The Glitch Mob “H-Reverb is a gem for us. It’s a Swiss Army knife-style reverb. When DSP is limited, this is the kind of reverb that can answer the call and provide a lot of different sounds, from ambience to room effects, halls and plates. When working with aggressive upfront synth leads, sometimes all we want to do is give some tail without setting it further back in the mix. H-Reverb is one of the few reverb plugins that offers detailed control over the shape of the tail.”more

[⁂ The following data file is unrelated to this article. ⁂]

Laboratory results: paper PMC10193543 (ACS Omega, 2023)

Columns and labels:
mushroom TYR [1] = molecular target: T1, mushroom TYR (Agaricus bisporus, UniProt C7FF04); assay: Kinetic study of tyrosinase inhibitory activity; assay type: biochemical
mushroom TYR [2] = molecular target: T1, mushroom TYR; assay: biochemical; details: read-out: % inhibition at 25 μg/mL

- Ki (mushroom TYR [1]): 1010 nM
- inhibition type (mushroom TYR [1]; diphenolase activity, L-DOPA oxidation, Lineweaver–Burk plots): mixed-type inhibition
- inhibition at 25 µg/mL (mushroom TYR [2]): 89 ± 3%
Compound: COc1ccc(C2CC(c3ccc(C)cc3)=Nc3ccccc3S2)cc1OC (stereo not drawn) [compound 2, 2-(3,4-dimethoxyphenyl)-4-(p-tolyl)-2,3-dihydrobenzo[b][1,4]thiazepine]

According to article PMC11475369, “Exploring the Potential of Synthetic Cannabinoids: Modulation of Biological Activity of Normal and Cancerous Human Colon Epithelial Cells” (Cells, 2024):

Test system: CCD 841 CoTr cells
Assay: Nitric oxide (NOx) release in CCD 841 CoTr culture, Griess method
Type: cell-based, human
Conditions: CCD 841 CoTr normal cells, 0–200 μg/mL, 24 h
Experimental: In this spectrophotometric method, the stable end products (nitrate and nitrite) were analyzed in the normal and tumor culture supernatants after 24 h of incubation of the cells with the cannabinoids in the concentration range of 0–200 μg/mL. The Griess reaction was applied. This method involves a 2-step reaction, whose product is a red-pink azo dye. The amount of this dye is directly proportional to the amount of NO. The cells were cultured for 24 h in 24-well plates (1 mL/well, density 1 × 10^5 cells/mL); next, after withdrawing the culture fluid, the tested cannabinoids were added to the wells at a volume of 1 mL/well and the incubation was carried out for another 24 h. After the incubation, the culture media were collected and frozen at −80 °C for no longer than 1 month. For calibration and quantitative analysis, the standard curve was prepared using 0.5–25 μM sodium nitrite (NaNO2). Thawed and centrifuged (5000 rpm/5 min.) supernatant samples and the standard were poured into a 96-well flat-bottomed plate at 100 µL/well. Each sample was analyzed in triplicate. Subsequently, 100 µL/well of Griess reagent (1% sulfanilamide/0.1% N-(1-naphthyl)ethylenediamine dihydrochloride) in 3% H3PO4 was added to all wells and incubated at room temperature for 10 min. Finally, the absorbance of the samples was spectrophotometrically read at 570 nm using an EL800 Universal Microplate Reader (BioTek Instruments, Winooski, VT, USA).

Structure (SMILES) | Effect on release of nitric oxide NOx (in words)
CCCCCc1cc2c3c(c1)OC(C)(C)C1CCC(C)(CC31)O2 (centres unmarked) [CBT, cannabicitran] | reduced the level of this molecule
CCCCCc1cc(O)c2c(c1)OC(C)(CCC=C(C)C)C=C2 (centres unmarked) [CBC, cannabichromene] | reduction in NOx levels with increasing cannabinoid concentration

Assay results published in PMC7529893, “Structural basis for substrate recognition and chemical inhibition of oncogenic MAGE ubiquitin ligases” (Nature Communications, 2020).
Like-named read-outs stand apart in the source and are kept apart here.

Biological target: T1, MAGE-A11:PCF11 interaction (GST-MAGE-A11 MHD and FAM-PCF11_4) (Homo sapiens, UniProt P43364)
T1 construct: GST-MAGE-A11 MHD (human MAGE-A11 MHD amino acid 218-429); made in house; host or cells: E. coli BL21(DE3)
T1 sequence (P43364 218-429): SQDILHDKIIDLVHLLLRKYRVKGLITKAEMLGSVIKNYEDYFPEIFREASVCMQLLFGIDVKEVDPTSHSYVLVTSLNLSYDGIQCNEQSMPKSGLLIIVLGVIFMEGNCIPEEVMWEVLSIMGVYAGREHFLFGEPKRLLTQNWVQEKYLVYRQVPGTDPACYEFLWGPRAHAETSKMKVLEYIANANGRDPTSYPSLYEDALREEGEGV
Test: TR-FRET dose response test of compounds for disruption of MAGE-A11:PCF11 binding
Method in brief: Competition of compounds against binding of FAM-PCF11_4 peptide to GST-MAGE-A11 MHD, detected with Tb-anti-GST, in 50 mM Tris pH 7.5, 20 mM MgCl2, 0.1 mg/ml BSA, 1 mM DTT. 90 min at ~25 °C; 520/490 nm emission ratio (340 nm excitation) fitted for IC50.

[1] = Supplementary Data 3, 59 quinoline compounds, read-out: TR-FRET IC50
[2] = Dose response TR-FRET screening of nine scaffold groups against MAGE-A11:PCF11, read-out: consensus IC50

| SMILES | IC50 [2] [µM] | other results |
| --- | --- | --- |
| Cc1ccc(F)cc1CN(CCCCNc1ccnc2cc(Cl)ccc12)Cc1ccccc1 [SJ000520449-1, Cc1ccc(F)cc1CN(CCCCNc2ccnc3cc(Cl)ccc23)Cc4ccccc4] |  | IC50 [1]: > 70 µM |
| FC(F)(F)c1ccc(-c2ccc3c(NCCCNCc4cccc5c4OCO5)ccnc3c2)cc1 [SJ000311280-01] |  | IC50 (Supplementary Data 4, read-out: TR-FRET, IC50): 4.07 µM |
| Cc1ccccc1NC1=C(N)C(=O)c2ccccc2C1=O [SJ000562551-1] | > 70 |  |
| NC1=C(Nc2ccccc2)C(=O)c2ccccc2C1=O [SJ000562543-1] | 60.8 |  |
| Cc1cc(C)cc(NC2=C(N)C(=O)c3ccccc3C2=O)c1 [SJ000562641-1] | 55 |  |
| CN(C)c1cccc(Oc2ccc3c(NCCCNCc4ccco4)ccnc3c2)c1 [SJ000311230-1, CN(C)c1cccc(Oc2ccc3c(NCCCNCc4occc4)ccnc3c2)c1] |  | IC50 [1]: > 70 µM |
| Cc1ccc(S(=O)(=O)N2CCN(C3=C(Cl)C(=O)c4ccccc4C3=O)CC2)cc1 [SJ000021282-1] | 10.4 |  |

Used on "Apeshit", as stated by producer Stuart White in this September 2018 *Sound on Sound* interview. > The first four aux tracks feature SoundToys effects, namely Little Microshift, two EchoBoy delays, and a delay from the Little PrimalTap. Next are a Hall Reverb aux and a Church Reverb aux, both using Waves’ RVerb, an EMT plate from Audio Ease’s Altiverb, four aux tracks with the Waves H-Delay and various other plug-ins on them as well, and four more reverb auxes with the Avid Revibe II, two Avid D-Verbs and another RVerb. > White: “I use the Little Microshift in pretty much every mix, with the left-right micro pitch-shift effect that’s similar to the classic effect in the Eventide H3000 shift where you pitch one side down six cents and one side up six cents to create width. It’s a good way to get your vocals wider without them being out of phase. It thickens up vocals, and is kind of like a doubler. I do quite a lot of filtering on some of the EchoBoy delays, for example with the Waves REQ, and I am adding colour with the SoundToys Devil-Loc, which is great if you want to colour the delay so it is separate from the main vocal, and compress it with the UAD LA3A and mix that in to taste.” > (...) Beyoncé’s lead vocal tracks consist of three aux tracks, four ‘dirty’ and eight ‘clean’ audio tracks. The audio tracks only have the EQ3 on the inserts and a few of them have a send to the Church Reverb. All White’s processing is done on the three aux tracks. “All lead vocals are sent to the ‘B Aux’ track and the ‘B Parra Aux’ tracks. On the former I have the McDSP DS [*sic*] 555 de-esser. I use the Waves de-esser the most, but in this particular track, because I wanted to compress her voice really hard, I felt that the 555 would work the best. I am rolling off until 6144Hz into what it is detecting; it’s like a side-chain filter. The FabFilter Pro-DS is doing a little more gentle look-ahead de-essing. > “After that there’s some pretty heavy EQ from the EQ3, with a high-pass at 142Hz, a 9dB cut at 244Hz and a 2dB cut at 3kHz. My cut at 244Hz is because she is singing in this husky, low voice, so there’s not a lot of energy in that. I get the energy from the RComp compression, and the EQs, including from the SSL E-Channel, are there to make her sit in the track, rather than making it sound filtered. I love the RComp, mainly because it doesn’t sound like compression to me. The SSL E-Channel adds a bit more compression, and the [Crane Song] Phoenix II Tape Emulation is really cool because while it doesn’t actually sound like tape, it smoothes out transients in a signal just like much analogue equipment does. It enables me to get a fatter vocal sound that again makes the vocal sit in the mix. The final EQ3 has a notch at 3.2kHz to take out some harshness. I also have sends to the Verb aux track, which are the D-Verb and [Waves] H-Reverb, and the Delay 1-4 aux, with the EchoBoy. > The other aux track, ‘B Parra Aux’, is a parallel compression track, with the RCompressor and the CLA 76, which I mixed in low. Both these aux tracks then go to the ‘LD ALL Aux’, on which I’m doing some more surgery with the McDSP AE400 [dynamic EQ], which allows you to set a threshold, just like on a compressor. It’s like turning a volume knob down on a frequency the moment it gets out of control. Finally, there’s the Waves C4, for some control, to keep the vocal even. This track has a lot of energy, so this is an example of using compression for energy, mood and attitude. I also worked a long time to get the compression on Bey’s breaths to pump on the beat. I wanted her breaths to be another percussive element in the track, and getting the attack and release on the compressor right was key to getting that feel and pumping effect.” > Five of the 22 Beyoncé ad lib, backing and harmony vocals below her lead vocals also go to the above-mentioned aux tracks, while the rest have their own signal chains. These audio tracks are sent to several aux tracks, often with tons of plug-ins, and all aux vocal tracks in the end get sent to the ‘Voc All’ group aux right at the top of the session, which has an RCompressor, with ratio at 10:1. There are more group aux tracks, like ‘TrackAux’, ‘FX Voc Aux’, ‘FX’ and ‘Music Aux’, which all get sent to the ‘All Aux’. This in turn gets sent to the ‘no limiter’ mix print track, and finally there’s a Stereo Master track.more
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